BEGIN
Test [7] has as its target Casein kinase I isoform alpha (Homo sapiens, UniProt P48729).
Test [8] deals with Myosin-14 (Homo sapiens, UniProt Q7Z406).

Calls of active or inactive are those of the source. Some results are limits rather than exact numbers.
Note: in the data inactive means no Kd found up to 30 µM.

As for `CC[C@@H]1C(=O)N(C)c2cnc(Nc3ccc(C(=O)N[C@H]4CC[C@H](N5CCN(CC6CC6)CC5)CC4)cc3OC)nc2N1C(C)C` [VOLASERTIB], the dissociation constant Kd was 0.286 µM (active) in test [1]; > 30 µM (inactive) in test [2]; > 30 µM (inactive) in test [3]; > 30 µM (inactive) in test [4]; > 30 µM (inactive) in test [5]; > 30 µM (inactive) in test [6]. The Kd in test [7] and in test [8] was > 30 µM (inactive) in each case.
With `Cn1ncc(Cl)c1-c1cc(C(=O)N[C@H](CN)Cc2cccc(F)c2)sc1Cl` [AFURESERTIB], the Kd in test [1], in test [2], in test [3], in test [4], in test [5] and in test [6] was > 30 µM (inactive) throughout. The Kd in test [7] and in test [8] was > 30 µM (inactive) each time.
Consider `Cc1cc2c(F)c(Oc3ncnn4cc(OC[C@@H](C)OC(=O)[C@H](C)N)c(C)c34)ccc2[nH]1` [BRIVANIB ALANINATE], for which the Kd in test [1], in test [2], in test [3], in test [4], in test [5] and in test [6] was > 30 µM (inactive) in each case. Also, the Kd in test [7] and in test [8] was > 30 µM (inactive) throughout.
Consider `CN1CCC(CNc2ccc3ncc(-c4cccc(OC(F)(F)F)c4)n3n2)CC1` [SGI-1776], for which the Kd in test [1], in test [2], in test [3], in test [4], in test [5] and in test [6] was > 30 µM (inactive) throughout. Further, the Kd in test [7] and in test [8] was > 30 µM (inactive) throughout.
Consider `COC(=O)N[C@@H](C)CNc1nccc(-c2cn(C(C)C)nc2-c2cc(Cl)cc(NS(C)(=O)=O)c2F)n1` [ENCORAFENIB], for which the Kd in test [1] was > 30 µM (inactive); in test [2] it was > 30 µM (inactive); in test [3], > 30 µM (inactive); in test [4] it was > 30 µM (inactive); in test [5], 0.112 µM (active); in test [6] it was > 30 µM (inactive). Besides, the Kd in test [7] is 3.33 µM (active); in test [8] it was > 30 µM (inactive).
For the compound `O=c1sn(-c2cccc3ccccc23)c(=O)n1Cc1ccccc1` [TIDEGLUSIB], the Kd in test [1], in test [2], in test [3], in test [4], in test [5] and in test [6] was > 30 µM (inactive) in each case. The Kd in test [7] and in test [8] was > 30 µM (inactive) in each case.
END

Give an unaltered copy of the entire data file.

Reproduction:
Test [7] has as its target Casein kinase I isoform alpha (Homo sapiens, UniProt P48729).
Test [8] deals with Myosin-14 (Homo sapiens, UniProt Q7Z406).

Calls of active or inactive are those of the source. Some results are limits rather than exact numbers.
Note: in the data inactive means no Kd found up to 30 µM.

As for `CC[C@@H]1C(=O)N(C)c2cnc(Nc3ccc(C(=O)N[C@H]4CC[C@H](N5CCN(CC6CC6)CC5)CC4)cc3OC)nc2N1C(C)C` [VOLASERTIB], the dissociation constant Kd was 0.286 µM (active) in test [1]; > 30 µM (inactive) in test [2]; > 30 µM (inactive) in test [3]; > 30 µM (inactive) in test [4]; > 30 µM (inactive) in test [5]; > 30 µM (inactive) in test [6]. The Kd in test [7] and in test [8] was > 30 µM (inactive) in each case.
With `Cn1ncc(Cl)c1-c1cc(C(=O)N[C@H](CN)Cc2cccc(F)c2)sc1Cl` [AFURESERTIB], the Kd in test [1], in test [2], in test [3], in test [4], in test [5] and in test [6] was > 30 µM (inactive) throughout. The Kd in test [7] and in test [8] was > 30 µM (inactive) each time.
Consider `Cc1cc2c(F)c(Oc3ncnn4cc(OC[C@@H](C)OC(=O)[C@H](C)N)c(C)c34)ccc2[nH]1` [BRIVANIB ALANINATE], for which the Kd in test [1], in test [2], in test [3], in test [4], in test [5] and in test [6] was > 30 µM (inactive) in each case. Also, the Kd in test [7] and in test [8] was > 30 µM (inactive) throughout.
Consider `CN1CCC(CNc2ccc3ncc(-c4cccc(OC(F)(F)F)c4)n3n2)CC1` [SGI-1776], for which the Kd in test [1], in test [2], in test [3], in test [4], in test [5] and in test [6] was > 30 µM (inactive) throughout. Further, the Kd in test [7] and in test [8] was > 30 µM (inactive) throughout.
Consider `COC(=O)N[C@@H](C)CNc1nccc(-c2cn(C(C)C)nc2-c2cc(Cl)cc(NS(C)(=O)=O)c2F)n1` [ENCORAFENIB], for which the Kd in test [1] was > 30 µM (inactive); in test [2] it was > 30 µM (inactive); in test [3], > 30 µM (inactive); in test [4] it was > 30 µM (inactive); in test [5], 0.112 µM (active); in test [6] it was > 30 µM (inactive). Besides, the Kd in test [7] is 3.33 µM (active); in test [8] it was > 30 µM (inactive).
For the compound `O=c1sn(-c2cccc3ccccc23)c(=O)n1Cc1ccccc1` [TIDEGLUSIB], the Kd in test [1], in test [2], in test [3], in test [4], in test [5] and in test [6] was > 30 µM (inactive) in each case. The Kd in test [7] and in test [8] was > 30 µM (inactive) in each case.